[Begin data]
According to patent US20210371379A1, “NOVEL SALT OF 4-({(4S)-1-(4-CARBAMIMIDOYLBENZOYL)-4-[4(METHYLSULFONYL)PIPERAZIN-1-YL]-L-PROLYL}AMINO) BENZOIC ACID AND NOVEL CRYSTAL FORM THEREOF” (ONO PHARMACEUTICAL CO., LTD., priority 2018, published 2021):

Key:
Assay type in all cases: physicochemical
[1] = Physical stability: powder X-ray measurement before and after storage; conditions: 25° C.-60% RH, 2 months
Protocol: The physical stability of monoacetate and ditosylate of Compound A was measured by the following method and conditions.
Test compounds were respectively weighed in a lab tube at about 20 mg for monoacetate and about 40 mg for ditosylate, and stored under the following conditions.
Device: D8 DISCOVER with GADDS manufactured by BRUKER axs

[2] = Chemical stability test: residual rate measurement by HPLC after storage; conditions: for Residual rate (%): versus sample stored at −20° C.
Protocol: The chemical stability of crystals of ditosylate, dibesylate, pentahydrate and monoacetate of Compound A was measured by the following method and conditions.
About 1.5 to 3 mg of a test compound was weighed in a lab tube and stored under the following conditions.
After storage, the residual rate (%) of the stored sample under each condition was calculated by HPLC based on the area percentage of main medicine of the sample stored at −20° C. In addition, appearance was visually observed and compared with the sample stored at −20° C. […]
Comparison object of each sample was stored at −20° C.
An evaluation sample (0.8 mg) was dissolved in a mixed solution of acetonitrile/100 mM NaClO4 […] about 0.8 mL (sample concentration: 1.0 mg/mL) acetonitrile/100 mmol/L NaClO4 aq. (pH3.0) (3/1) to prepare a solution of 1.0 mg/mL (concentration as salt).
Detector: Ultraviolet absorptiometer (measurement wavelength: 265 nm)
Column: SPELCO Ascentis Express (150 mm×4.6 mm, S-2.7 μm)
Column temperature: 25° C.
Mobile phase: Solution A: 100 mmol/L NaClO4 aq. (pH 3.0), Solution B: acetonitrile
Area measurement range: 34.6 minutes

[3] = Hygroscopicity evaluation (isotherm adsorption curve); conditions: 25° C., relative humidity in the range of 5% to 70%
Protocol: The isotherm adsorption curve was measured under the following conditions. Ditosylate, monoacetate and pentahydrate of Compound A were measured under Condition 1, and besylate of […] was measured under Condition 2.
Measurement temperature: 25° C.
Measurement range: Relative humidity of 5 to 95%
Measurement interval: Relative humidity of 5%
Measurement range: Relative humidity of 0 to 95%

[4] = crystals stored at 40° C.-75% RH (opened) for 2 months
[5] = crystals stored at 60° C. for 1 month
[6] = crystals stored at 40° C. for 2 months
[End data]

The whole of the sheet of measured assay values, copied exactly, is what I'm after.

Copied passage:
According to patent US20210371379A1, “NOVEL SALT OF 4-({(4S)-1-(4-CARBAMIMIDOYLBENZOYL)-4-[4(METHYLSULFONYL)PIPERAZIN-1-YL]-L-PROLYL}AMINO) BENZOIC ACID AND NOVEL CRYSTAL FORM THEREOF” (ONO PHARMACEUTICAL CO., LTD., priority 2018, published 2021):

Key:
Assay type in all cases: physicochemical
[1] = Physical stability: powder X-ray measurement before and after storage; conditions: 25° C.-60% RH, 2 months
Protocol: The physical stability of monoacetate and ditosylate of Compound A was measured by the following method and conditions.
Test compounds were respectively weighed in a lab tube at about 20 mg for monoacetate and about 40 mg for ditosylate, and stored under the following conditions.
Device: D8 DISCOVER with GADDS manufactured by BRUKER axs

[2] = Chemical stability test: residual rate measurement by HPLC after storage; conditions: for Residual rate (%): versus sample stored at −20° C.
Protocol: The chemical stability of crystals of ditosylate, dibesylate, pentahydrate and monoacetate of Compound A was measured by the following method and conditions.
About 1.5 to 3 mg of a test compound was weighed in a lab tube and stored under the following conditions.
After storage, the residual rate (%) of the stored sample under each condition was calculated by HPLC based on the area percentage of main medicine of the sample stored at −20° C. In addition, appearance was visually observed and compared with the sample stored at −20° C. […]
Comparison object of each sample was stored at −20° C.
An evaluation sample (0.8 mg) was dissolved in a mixed solution of acetonitrile/100 mM NaClO4 […] about 0.8 mL (sample concentration: 1.0 mg/mL) acetonitrile/100 mmol/L NaClO4 aq. (pH3.0) (3/1) to prepare a solution of 1.0 mg/mL (concentration as salt).
Detector: Ultraviolet absorptiometer (measurement wavelength: 265 nm)
Column: SPELCO Ascentis Express (150 mm×4.6 mm, S-2.7 μm)
Column temperature: 25° C.
Mobile phase: Solution A: 100 mmol/L NaClO4 aq. (pH 3.0), Solution B: acetonitrile
Area measurement range: 34.6 minutes

[3] = Hygroscopicity evaluation (isotherm adsorption curve); conditions: 25° C., relative humidity in the range of 5% to 70%
Protocol: The isotherm adsorption curve was measured under the following conditions. Ditosylate, monoacetate and pentahydrate of Compound A were measured under Condition 1, and besylate of […] was measured under Condition 2.
Measurement temperature: 25° C.
Measurement range: Relative humidity of 5 to 95%
Measurement interval: Relative humidity of 5%
Measurement range: Relative humidity of 0 to 95%

[4] = crystals stored at 40° C.-75% RH (opened) for 2 months
[5] = crystals stored at 60° C. for 1 month
[6] = crystals stored at 40° C. for 2 months